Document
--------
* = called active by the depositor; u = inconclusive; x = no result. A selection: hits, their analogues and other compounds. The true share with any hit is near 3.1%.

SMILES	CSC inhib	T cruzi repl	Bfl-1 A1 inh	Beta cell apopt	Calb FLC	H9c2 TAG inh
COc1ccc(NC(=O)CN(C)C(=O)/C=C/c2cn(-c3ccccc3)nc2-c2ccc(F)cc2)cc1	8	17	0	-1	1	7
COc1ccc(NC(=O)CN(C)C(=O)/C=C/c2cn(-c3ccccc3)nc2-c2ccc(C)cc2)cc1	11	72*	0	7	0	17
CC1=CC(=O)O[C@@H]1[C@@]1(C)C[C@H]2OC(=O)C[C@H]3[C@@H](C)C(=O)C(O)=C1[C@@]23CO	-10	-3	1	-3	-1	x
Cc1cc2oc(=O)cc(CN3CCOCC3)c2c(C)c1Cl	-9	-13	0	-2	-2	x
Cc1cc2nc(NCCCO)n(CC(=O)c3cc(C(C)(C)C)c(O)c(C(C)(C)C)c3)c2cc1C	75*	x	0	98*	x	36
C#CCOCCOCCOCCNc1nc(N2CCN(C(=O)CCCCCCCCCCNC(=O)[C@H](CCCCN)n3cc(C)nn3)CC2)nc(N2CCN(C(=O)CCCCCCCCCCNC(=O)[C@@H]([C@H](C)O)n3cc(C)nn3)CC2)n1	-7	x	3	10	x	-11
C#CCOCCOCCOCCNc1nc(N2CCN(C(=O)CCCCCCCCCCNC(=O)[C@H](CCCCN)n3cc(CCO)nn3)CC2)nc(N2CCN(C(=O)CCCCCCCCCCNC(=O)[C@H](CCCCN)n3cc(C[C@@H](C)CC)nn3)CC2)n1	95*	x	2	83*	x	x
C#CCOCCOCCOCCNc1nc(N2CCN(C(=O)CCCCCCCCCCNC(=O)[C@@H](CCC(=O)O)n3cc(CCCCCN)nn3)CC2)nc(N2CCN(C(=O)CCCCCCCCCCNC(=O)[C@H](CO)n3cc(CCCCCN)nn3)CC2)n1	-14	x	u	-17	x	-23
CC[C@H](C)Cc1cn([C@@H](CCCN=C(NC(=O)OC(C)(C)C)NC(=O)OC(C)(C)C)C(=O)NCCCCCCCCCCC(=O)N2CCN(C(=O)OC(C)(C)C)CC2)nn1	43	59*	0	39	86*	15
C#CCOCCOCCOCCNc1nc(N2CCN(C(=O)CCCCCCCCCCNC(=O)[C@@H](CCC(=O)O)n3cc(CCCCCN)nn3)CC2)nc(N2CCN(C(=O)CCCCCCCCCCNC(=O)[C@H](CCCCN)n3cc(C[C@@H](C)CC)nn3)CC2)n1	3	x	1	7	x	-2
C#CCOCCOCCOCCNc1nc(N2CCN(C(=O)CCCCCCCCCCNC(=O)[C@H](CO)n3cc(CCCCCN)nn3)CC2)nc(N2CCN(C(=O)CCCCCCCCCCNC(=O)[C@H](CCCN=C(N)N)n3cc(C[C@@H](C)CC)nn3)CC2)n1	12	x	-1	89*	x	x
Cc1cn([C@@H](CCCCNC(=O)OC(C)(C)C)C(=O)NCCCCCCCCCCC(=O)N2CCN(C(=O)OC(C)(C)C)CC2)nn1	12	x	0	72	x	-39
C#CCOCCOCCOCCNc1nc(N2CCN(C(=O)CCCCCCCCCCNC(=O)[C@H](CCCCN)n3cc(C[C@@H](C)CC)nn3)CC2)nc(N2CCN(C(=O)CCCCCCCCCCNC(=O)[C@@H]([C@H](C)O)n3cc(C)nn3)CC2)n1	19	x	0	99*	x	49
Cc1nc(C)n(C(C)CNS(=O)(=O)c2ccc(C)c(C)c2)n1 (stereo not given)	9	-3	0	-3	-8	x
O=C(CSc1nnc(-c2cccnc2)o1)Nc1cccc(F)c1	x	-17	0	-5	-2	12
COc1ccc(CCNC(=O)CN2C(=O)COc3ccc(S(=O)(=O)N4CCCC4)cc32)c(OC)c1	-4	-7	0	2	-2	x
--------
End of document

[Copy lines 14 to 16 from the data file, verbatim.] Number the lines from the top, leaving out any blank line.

Cc1cn([C@@H](CCCCNC(=O)OC(C)(C)C)C(=O)NCCCCCCCCCCC(=O)N2CCN(C(=O)OC(C)(C)C)CC2)nn1	12	x	0	72	x	-39
C#CCOCCOCCOCCNc1nc(N2CCN(C(=O)CCCCCCCCCCNC(=O)[C@H](CCCCN)n3cc(C[C@@H](C)CC)nn3)CC2)nc(N2CCN(C(=O)CCCCCCCCCCNC(=O)[C@@H]([C@H](C)O)n3cc(C)nn3)CC2)n1	19	x	0	99*	x	49
Cc1nc(C)n(C(C)CNS(=O)(=O)c2ccc(C)c(C)c2)n1 (stereo not given)	9	-3	0	-3	-8	x